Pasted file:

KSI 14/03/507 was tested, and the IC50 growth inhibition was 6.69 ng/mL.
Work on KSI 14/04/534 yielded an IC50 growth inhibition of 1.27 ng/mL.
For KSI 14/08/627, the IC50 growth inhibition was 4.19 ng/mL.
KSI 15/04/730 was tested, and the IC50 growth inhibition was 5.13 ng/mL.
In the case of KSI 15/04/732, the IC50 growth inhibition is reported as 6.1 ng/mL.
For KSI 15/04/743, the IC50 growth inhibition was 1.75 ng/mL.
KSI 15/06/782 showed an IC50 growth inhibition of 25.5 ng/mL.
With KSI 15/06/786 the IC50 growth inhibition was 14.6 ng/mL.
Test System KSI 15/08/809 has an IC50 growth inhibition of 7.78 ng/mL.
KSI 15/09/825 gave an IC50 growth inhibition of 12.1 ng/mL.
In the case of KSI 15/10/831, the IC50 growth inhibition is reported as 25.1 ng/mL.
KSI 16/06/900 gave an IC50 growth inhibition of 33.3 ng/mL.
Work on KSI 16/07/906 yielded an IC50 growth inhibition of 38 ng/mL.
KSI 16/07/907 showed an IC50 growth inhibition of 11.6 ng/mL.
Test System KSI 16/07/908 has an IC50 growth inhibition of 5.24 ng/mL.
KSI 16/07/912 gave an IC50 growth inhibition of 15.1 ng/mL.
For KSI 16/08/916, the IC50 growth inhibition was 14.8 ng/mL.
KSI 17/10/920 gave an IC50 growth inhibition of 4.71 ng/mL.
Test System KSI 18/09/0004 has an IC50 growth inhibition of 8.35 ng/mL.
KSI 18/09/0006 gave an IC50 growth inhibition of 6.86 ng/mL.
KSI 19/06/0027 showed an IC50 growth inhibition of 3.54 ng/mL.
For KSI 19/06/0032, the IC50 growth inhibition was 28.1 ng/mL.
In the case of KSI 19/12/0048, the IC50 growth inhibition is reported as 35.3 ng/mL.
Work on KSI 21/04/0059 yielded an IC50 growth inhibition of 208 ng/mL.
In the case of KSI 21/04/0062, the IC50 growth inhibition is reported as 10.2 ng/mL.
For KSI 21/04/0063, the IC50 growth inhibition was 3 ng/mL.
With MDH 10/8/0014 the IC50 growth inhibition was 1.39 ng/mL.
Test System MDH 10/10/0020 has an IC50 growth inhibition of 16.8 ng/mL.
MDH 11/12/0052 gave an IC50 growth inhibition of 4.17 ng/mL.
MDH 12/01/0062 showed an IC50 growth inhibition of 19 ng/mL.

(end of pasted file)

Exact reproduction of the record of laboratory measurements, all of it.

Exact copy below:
KSI 14/03/507 was tested, and the IC50 growth inhibition was 6.69 ng/mL.
Work on KSI 14/04/534 yielded an IC50 growth inhibition of 1.27 ng/mL.
For KSI 14/08/627, the IC50 growth inhibition was 4.19 ng/mL.
KSI 15/04/730 was tested, and the IC50 growth inhibition was 5.13 ng/mL.
In the case of KSI 15/04/732, the IC50 growth inhibition is reported as 6.1 ng/mL.
For KSI 15/04/743, the IC50 growth inhibition was 1.75 ng/mL.
KSI 15/06/782 showed an IC50 growth inhibition of 25.5 ng/mL.
With KSI 15/06/786 the IC50 growth inhibition was 14.6 ng/mL.
Test System KSI 15/08/809 has an IC50 growth inhibition of 7.78 ng/mL.
KSI 15/09/825 gave an IC50 growth inhibition of 12.1 ng/mL.
In the case of KSI 15/10/831, the IC50 growth inhibition is reported as 25.1 ng/mL.
KSI 16/06/900 gave an IC50 growth inhibition of 33.3 ng/mL.
Work on KSI 16/07/906 yielded an IC50 growth inhibition of 38 ng/mL.
KSI 16/07/907 showed an IC50 growth inhibition of 11.6 ng/mL.
Test System KSI 16/07/908 has an IC50 growth inhibition of 5.24 ng/mL.
KSI 16/07/912 gave an IC50 growth inhibition of 15.1 ng/mL.
For KSI 16/08/916, the IC50 growth inhibition was 14.8 ng/mL.
KSI 17/10/920 gave an IC50 growth inhibition of 4.71 ng/mL.
Test System KSI 18/09/0004 has an IC50 growth inhibition of 8.35 ng/mL.
KSI 18/09/0006 gave an IC50 growth inhibition of 6.86 ng/mL.
KSI 19/06/0027 showed an IC50 growth inhibition of 3.54 ng/mL.
For KSI 19/06/0032, the IC50 growth inhibition was 28.1 ng/mL.
In the case of KSI 19/12/0048, the IC50 growth inhibition is reported as 35.3 ng/mL.
Work on KSI 21/04/0059 yielded an IC50 growth inhibition of 208 ng/mL.
In the case of KSI 21/04/0062, the IC50 growth inhibition is reported as 10.2 ng/mL.
For KSI 21/04/0063, the IC50 growth inhibition was 3 ng/mL.
With MDH 10/8/0014 the IC50 growth inhibition was 1.39 ng/mL.
Test System MDH 10/10/0020 has an IC50 growth inhibition of 16.8 ng/mL.
MDH 11/12/0052 gave an IC50 growth inhibition of 4.17 ng/mL.
MDH 12/01/0062 showed an IC50 growth inhibition of 19 ng/mL.